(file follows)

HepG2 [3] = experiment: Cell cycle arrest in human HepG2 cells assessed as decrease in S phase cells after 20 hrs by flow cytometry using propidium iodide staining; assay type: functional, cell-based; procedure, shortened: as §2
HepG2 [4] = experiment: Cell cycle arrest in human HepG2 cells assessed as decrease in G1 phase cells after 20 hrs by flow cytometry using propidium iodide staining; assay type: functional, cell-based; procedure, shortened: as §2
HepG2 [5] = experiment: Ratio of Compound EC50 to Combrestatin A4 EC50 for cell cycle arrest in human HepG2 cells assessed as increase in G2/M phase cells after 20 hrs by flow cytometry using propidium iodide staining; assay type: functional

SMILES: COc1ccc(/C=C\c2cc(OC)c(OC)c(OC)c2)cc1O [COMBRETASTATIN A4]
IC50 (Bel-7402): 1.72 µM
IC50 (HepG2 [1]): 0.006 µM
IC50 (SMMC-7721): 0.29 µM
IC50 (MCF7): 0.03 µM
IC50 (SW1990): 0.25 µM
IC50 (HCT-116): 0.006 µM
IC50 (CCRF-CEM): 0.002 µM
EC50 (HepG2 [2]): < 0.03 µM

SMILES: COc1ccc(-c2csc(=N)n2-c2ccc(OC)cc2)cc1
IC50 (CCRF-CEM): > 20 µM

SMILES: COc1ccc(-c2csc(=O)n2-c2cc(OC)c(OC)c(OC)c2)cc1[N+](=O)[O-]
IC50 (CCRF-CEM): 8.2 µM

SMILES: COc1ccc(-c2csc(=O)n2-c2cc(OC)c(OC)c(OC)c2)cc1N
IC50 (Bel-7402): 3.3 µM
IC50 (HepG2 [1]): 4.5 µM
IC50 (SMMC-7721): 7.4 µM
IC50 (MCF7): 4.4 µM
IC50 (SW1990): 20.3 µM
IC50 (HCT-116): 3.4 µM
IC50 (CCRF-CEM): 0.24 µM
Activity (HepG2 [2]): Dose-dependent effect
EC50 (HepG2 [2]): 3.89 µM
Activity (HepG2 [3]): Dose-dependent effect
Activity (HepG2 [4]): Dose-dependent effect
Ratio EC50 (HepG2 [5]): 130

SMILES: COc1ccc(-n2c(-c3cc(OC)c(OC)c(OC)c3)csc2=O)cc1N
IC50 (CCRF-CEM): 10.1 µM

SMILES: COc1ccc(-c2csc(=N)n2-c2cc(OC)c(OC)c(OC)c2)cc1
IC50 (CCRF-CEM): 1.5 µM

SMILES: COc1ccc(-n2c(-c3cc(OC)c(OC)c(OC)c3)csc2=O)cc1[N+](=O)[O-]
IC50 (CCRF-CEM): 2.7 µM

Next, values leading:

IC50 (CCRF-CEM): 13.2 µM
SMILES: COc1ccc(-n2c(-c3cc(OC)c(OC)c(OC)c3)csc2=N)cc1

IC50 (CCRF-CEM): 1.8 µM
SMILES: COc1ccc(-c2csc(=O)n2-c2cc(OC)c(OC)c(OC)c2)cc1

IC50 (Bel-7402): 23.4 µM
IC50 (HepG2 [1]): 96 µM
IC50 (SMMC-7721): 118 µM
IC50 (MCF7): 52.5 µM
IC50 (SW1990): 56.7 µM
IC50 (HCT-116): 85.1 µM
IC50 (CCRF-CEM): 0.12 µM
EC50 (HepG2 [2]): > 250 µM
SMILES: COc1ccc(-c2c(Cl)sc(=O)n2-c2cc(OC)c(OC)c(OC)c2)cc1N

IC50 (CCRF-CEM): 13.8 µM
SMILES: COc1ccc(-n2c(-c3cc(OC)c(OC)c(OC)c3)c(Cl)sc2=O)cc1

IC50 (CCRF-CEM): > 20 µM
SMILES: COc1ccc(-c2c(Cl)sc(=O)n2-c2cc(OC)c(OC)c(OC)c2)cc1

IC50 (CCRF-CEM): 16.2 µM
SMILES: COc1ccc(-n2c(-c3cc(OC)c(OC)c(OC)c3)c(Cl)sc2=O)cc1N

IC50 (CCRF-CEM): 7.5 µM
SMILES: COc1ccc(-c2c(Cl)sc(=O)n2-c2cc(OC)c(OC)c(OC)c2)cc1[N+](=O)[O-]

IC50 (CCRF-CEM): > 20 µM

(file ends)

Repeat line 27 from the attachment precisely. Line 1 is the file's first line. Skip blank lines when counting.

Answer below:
Activity (HepG2 [3]): Dose-dependent effect